Singtel (SGX: Z74) has been hard at work building up its 5G network infrastructure and connectivity.
Last week, the telecommunication company (telco) unveiled a range of use cases to demonstrate the potential for its 5G network.
CEO Yuen Kuan Moon proudly announced this on LinkedIn, with uses covering 5G-powered remote-controlled e-racing, live video streaming and augmented and virtual reality experiences, among others.
Such innovative use cases are in line with what the government is urging.
Minister for Communications and Information, Josephine Teo, called on the telco industry to develop innovative use cases for 5G and also beef up security to build trust and confidence.
On Singtel’s part, Yuen believes that 5G will play a vital role in helping Singapore’s post-COVID recovery, and can help to further accelerate digitalisation.
According to him, this is just the beginning of what Singtel has envisioned, and that there is much more to come.
Can 5G help Singtel to reclaim its former glory?
Can its share price recover to what it was five years ago?
Partnerships in a new paradigm
5G technology sounds almost magical in its promise as it can make “connectivity intelligent”, according to Yuen.
The proliferation of this technology will enable the Internet of Things (IoT), cloud computing and artificial intelligence to scale new heights, while also driving the creation of new business models.
Singtel also announced new tie-ups for its 5G standalone network, with examples including a hybrid work plan with Samsung Electronics (KRX: 005930) and videoconferencing platform Zoom Video (NASDAQ: ZM).
These arrangements include a Productivity Data Pass plan to offer data-free usage of Zoom.
Singtel’s customers can connect to family and colleagues easily and seamlessly while also setting up virtual workstations.
The telco is also powering 5G-enabled displays and performances at the National Gallery Singapore and Esplanade.
The group also added more neighbourhoods to the areas that can access its 5G network, achieving standalone coverage across half the island.
If non-standalone 5G is included, around two-thirds of Singapore can now tap on this high-speed network.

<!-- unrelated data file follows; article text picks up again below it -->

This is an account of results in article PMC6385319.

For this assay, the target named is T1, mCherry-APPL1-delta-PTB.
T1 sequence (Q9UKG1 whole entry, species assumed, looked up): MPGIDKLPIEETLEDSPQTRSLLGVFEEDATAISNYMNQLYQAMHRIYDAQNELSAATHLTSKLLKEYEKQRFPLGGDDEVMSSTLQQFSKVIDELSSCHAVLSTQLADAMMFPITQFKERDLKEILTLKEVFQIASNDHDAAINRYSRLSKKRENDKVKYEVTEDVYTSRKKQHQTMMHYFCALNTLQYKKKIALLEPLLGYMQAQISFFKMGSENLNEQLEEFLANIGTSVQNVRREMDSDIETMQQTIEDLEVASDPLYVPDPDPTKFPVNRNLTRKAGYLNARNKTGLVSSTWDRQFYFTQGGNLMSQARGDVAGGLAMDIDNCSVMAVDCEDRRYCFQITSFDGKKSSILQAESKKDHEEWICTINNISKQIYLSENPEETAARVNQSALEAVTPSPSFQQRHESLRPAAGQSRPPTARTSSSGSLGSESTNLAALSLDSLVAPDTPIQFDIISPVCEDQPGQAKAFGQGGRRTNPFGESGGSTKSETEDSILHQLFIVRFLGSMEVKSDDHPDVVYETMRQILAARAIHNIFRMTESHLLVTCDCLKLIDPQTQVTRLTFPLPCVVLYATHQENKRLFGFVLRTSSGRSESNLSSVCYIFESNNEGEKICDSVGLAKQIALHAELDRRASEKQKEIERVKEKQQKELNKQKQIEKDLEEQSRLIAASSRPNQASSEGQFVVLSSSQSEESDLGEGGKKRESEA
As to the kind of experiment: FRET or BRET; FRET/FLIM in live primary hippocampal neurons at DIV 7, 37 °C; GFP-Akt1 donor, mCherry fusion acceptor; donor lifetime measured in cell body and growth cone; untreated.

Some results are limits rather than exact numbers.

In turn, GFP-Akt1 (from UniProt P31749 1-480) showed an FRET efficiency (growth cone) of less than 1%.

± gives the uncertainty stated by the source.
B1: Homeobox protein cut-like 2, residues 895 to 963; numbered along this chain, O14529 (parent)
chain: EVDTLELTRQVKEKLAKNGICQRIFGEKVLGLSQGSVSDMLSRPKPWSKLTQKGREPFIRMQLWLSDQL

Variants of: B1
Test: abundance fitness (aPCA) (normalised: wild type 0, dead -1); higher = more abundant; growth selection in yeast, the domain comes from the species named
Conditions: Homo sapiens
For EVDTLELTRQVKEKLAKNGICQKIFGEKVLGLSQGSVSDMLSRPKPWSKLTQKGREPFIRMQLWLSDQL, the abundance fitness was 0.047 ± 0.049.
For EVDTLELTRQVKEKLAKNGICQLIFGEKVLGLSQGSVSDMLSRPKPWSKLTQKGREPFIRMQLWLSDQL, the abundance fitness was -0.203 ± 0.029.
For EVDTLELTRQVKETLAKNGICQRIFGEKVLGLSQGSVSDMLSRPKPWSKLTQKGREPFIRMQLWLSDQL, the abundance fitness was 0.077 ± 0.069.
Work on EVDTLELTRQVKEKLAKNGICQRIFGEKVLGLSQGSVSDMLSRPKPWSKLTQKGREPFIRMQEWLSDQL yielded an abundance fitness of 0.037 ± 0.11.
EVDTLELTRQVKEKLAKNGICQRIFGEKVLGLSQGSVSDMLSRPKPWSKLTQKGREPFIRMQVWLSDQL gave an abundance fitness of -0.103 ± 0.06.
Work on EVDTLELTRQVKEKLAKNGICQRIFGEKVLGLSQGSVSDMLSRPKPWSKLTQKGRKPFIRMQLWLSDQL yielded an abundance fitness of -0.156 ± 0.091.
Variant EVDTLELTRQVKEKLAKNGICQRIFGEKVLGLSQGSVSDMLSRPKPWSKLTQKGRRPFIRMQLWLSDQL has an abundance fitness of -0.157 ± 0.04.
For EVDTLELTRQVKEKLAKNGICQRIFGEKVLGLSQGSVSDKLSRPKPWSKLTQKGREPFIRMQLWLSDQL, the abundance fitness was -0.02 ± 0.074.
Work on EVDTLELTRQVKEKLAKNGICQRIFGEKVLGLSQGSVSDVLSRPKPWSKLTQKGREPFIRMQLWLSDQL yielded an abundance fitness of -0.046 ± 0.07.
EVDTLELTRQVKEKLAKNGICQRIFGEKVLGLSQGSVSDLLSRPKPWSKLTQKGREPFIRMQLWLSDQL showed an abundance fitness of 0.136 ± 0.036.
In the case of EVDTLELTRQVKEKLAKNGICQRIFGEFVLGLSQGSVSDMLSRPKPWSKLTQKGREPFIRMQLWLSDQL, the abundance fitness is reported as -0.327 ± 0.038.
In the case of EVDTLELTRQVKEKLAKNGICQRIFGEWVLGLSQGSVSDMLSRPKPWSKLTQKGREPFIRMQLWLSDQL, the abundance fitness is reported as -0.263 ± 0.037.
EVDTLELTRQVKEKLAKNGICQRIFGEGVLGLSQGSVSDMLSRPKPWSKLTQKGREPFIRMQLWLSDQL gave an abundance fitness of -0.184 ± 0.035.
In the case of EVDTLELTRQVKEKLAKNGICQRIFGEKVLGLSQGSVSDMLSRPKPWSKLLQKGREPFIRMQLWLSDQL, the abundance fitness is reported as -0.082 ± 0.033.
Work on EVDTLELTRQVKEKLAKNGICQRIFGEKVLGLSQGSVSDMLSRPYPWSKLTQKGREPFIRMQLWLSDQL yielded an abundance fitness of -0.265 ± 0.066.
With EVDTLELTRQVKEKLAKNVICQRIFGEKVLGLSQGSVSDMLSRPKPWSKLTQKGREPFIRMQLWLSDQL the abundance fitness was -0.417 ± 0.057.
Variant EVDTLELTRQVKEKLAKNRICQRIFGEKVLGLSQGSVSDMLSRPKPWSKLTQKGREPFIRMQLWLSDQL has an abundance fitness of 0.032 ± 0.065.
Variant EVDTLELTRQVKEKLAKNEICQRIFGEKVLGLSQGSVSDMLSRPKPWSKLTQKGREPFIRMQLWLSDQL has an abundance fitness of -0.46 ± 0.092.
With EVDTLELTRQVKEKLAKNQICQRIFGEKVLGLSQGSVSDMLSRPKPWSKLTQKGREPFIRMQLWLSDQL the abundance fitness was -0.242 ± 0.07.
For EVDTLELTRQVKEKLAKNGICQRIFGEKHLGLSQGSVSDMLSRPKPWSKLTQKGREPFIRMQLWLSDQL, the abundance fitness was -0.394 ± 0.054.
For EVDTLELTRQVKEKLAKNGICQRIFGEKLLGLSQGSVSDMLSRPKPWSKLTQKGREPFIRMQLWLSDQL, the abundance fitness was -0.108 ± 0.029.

Advanced enterprise solutions
On the corporate side, Singtel’s 5G network can power industries and businesses with greater productivity and operational efficiency.
One big use is multi-access edge computing (MEC) that taps on low latency and high connectivity speeds to deliver real-time computing and data storage at the edge.
Edge computing is one of the hottest growth sectors in the computing field, led by companies such as Fastly (NYSE: FSLY) and Cloudflare (NYSE: NET).
MEC also promises other enterprise applications such as automated quality inspection in factories and smart city planning as it supports faster connectivity of devices.
Singtel has also signed a memorandum of understanding (MOU) with Ericsson (STO: ERIC-B) and other partners to collaborate on the development and deployment of advanced 5G enterprise solutions in Singapore.
The above offers a small window into what 5G can potentially achieve for Singtel’s business-to-business division.
Should the telco be able to tap on its network to assist fast-growing sectors, it could find itself reaping the rewards many years down the road.
Encouraging more data usage and boosting ARPU
Singtel will certainly welcome the surge in business that comes with its 5G roll-out.
Data usage is already on the rise here — for the telco’s latest quarter ended 30 June 2021, customers used eight gigabytes per month of data, up 52% from a year ago.
And this usage is set to climb even more as more use cases are found for consumers, be it in e-sports or live video.
The main gripe for the group has been its average revenue per user, or ARPU.
Blended ARPU has remained stagnant over the last 12 months even as data usage climbed, at S$23 per month.
Should the telco be able to better monetise its 5G usage, it would translate into higher revenue and earnings.
Get Smart: A long, promising growth runway
5G should be a game-changer for Singapore as the island enjoys faster connectivity speeds and less lag.
For Singtel, it also translates to better opportunities to monetise its network and boost its user base and ARPU.
Things also look promising for the enterprise division, and new 5G use cases can act as a catalyst for new revenue streams.
All in all, it’s a long and promising growth runway for Singtel, and this is only the beginning.
However, the journey might be long and arduous as more money needs to be spent and more resources need to be committed.
But at least for investors, there is some light at the end of the tunnel that things will eventually improve for the telco.
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Disclaimer: Royston Yang does not own shares in any of the companies mentioned.